The results of the hot creep tests (hot set test) at 200° C., on the samples brought to 120° C. and then irradiated by 5 passages under the UV lamp, are recorded in Table 7 hereinbelow:

TABLE 7
Sample
EGH
Hot9550Specimen
elongationfailure
(%)
Set (%)7035

These results prove to be particularly interesting insofar that they show that samples E and G are capable of passing a hot set test at 200° C. with a low level of irradiations, even if this involves as a counterpart a certain deterioration of the elongation and of the set.

Rate of Insolubles

The rate of insolubles or the gel rate expresses the proportion of insoluble matter within a material. In the present case, with the knowledge of this rate, it is possible to quantify the crosslinking level of the corresponding polymer, being aware that the more a material is crosslinked, the higher and the closer to 100% is its rate of insolubles.

In practice, the procedure is identical for each measurement. In concrete terms, 1 g (M1) of each material is placed in an Erlenmeyer flask containing 100 g of tetrahydrofurane (THF) and the whole is refluxed at a temperature of 55° C., under magnetic stirring for a period of 24 h. The contents of the Erlenmeyer flask is then hot filtered on a metal grid for which the mesh size is 120 μm×120 μm. The obtained solid residue is then dried in an oven at 80° C. for 3 hours, and then weighed (M2). The rate of insolubles expressed in % is then calculated by taking the mass ratio M2×100/M1.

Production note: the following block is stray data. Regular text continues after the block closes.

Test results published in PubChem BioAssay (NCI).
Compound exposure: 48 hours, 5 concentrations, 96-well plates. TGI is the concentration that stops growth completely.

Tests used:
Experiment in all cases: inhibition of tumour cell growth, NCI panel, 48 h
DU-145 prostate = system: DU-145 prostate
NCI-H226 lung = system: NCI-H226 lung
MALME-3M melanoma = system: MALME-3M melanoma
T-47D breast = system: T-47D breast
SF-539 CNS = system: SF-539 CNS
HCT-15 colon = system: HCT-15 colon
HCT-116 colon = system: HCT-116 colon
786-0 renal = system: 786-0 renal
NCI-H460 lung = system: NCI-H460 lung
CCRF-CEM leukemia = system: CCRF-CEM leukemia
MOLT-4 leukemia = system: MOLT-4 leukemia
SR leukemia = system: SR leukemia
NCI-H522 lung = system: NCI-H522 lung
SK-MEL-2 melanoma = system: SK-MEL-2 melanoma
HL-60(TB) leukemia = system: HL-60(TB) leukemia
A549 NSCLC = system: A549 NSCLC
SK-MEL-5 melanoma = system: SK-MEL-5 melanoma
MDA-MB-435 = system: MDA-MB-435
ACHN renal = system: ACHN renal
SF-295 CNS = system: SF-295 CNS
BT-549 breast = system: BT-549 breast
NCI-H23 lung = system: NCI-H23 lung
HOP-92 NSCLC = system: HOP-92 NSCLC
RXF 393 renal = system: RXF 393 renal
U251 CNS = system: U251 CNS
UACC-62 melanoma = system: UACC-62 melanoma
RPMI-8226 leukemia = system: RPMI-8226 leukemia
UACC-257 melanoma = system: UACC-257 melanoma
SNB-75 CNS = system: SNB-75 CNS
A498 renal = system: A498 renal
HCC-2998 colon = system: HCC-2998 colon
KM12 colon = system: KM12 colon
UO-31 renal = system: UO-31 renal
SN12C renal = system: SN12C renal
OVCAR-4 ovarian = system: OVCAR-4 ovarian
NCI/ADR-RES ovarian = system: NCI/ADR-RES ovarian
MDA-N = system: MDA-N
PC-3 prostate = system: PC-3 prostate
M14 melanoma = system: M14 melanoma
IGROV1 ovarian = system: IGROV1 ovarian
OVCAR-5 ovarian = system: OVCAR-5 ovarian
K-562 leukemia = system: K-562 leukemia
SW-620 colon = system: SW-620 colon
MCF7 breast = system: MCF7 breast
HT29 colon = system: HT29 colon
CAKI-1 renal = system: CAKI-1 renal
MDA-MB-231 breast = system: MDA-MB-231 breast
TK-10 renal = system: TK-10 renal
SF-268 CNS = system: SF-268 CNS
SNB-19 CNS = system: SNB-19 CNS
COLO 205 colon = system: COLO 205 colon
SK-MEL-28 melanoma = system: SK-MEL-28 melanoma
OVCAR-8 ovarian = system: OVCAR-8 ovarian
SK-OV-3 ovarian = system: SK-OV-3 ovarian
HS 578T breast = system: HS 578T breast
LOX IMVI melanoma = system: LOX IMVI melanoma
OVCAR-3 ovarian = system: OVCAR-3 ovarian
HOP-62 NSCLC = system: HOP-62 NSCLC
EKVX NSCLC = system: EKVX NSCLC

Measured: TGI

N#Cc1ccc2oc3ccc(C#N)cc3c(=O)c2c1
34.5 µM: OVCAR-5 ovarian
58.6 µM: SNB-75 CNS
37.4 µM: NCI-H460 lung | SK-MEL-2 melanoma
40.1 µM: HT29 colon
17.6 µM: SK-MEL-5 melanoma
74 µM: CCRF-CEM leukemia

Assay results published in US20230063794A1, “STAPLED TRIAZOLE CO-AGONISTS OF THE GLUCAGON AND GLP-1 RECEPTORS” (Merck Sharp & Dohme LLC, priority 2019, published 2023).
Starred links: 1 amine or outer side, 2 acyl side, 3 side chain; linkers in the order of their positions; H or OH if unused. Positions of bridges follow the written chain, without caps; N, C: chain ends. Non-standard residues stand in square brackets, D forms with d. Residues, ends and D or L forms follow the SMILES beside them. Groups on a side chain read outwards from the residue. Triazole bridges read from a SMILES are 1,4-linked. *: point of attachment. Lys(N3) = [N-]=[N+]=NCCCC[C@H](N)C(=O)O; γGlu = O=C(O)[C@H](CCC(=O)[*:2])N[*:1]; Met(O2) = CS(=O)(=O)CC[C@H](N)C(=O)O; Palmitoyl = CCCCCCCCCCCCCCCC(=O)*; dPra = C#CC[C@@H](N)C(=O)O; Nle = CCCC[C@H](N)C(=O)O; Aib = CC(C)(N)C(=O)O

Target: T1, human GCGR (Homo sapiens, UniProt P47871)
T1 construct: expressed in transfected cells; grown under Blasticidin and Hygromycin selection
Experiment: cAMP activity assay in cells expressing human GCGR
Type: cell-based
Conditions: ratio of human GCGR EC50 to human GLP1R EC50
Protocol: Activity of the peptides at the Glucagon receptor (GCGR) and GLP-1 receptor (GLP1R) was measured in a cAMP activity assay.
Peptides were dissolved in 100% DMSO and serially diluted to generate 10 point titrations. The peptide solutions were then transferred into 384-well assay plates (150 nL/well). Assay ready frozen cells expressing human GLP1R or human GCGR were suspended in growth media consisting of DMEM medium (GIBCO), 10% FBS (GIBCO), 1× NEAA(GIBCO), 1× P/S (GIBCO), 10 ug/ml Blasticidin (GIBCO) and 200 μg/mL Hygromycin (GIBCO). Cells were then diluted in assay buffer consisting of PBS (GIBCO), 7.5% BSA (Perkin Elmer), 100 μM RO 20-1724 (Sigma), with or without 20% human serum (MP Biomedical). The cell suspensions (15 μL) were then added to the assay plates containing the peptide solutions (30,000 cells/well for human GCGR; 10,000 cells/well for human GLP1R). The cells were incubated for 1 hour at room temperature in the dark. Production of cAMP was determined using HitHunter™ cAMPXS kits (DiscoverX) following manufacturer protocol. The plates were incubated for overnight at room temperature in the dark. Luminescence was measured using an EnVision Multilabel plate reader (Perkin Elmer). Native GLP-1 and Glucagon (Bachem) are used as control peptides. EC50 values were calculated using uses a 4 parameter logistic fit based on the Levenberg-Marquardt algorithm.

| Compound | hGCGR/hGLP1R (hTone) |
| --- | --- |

Within the scope of the comparative example, only materials which have successively passed the hot set test at 200° C., are tested, whether these are samples E and G irradiated 20 times or those having been subject to 5 hot irradiations. Table 3 groups the results of the different measurements.

TABLE 8
initialmass after
mass M1test M2gel rate
IrradiationSamp.(g)(g)(%)
20 passagesE1.0100.93693
G1.0170.95494
5 hotE0.9900.86086
passagesG1.0000.96096

In the case of samples E and G, irradiated 20 times, the high rate of insolubles illustrates very extreme crosslinking for both thermoplastic polyurethanes.

The conclusions are identical as regards the samples, subject to hot irradiation 5 times, with notably a particularly high rate of insolubles for sample G, which fully confirms the results obtained by this material during the hot set test at 200° C.